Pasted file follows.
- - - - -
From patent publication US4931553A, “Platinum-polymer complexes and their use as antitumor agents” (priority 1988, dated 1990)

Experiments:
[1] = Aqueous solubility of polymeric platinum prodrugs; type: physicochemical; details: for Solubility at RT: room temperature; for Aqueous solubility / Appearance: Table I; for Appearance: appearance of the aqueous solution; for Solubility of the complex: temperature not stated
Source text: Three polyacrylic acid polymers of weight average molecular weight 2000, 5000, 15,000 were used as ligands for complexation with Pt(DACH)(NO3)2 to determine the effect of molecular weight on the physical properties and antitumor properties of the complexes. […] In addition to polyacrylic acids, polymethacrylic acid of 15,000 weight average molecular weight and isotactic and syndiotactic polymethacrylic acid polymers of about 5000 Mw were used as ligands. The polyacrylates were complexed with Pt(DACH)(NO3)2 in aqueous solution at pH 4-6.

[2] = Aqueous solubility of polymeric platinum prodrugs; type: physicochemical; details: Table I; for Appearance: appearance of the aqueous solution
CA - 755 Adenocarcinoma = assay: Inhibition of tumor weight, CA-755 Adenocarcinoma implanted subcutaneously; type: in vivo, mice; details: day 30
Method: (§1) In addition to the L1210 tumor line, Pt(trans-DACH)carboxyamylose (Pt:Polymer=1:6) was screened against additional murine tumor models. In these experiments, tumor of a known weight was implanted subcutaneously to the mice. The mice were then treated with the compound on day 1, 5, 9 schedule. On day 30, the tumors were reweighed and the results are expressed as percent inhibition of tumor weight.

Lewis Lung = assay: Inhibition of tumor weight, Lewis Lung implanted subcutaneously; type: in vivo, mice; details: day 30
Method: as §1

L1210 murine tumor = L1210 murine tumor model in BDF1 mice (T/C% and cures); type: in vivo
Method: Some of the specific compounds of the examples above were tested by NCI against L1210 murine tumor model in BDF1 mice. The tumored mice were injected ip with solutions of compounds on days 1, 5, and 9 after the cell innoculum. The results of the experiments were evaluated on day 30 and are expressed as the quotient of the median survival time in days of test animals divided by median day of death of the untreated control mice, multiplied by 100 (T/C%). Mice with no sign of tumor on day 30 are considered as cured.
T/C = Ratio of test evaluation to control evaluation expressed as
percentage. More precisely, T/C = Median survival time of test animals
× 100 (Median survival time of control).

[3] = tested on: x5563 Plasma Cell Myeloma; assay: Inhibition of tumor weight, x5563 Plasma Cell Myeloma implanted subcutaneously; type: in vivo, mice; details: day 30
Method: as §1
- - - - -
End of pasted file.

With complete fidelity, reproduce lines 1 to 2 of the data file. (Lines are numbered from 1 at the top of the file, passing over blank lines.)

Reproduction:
From patent publication US4931553A, “Platinum-polymer complexes and their use as antitumor agents” (priority 1988, dated 1990)

Experiments: